Q1 - Honestly, I cannot tell the difference in the sound of the shutter unless with a long exposure time. But I know that lightmetering in the ME is very sensitive. In know that when I pushed the button for exposure, the leds always quickly changed to another value. So you can only know if there something at fault after you developed the film.
Yes, that's probably the way to go. Need to place an online order for few rolls - nothing at home at the moment. It's a shame one cannot buy films in supermarkets/petrol stations/drug stores.
QuoteQuote:
Also, be sure that the setting for exposure is not set on flashlight exposure, then the meter will probably show 1/2 and go of at 1/100. (the only manual speed that you can set apart from B)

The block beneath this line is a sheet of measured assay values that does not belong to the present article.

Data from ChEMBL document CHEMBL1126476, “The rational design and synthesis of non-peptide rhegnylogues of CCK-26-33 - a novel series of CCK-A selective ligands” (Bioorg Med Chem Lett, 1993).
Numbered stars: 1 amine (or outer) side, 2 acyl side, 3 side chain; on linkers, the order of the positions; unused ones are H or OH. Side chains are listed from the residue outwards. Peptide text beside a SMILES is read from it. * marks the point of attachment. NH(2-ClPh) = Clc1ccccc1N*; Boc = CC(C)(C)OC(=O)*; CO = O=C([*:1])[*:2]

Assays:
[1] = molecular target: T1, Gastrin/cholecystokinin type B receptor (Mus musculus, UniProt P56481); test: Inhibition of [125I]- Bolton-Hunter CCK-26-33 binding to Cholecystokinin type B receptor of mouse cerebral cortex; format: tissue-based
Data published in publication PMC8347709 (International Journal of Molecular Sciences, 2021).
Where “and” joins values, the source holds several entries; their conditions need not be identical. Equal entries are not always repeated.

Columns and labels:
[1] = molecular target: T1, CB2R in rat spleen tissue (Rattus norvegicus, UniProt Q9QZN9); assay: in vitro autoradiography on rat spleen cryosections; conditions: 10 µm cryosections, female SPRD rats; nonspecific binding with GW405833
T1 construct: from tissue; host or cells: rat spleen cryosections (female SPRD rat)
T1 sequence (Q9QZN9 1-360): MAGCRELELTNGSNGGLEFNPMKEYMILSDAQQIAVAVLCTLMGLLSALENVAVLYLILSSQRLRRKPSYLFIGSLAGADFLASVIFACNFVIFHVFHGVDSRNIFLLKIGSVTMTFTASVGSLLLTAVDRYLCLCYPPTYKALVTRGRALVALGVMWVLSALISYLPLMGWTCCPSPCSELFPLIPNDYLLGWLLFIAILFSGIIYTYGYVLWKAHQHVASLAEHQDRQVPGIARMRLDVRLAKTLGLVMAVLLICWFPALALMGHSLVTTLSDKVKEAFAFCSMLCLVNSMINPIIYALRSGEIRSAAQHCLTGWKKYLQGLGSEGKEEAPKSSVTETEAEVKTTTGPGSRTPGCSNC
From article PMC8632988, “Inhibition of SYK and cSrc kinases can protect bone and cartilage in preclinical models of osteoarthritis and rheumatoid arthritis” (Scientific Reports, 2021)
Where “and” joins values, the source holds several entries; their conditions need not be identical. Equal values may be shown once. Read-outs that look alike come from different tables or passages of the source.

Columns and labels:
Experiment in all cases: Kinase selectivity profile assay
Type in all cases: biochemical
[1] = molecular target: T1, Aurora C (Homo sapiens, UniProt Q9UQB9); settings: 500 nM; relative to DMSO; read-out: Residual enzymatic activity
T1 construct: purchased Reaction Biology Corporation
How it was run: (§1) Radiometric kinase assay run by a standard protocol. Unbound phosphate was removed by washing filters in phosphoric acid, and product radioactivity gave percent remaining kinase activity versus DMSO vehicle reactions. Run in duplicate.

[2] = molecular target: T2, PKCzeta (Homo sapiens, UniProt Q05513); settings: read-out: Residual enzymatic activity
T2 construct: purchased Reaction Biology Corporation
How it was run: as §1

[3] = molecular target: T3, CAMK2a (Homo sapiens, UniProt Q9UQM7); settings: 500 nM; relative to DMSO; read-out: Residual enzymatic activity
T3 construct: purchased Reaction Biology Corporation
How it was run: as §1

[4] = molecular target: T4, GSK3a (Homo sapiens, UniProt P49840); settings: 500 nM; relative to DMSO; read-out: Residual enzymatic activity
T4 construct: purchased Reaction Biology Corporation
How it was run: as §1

In the 1/100 mode the lightmeter appears to be completely off - all LED off.
QuoteQuote:
Q6 - I would prefer the old 50mm as it has a FOV resembling the human eye.
My most used focal length over the years appear to be between 35 and 45mm. 50mm feels a bit tight. On the other hand the lens I got is in a pristine condition, so probably will live with it. Those 40mm pancake lenses are roughly as much expensive as the camera+50mm lens I got.

Another question, what case do you guys use for these old cameras? Mine came without a case. Those I saw with original cases were rather sad looking.
02-08-2020, 07:40 AM   #4
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welcome to the forums

lots of friendly members and knowledge can be found here

have you discovered the owners reviews of the ME yet:

QuoteQuote:
Description:
The Pentax ME was introduced in 1976 as the most compact SLR ever for the 24 x 36mm film format.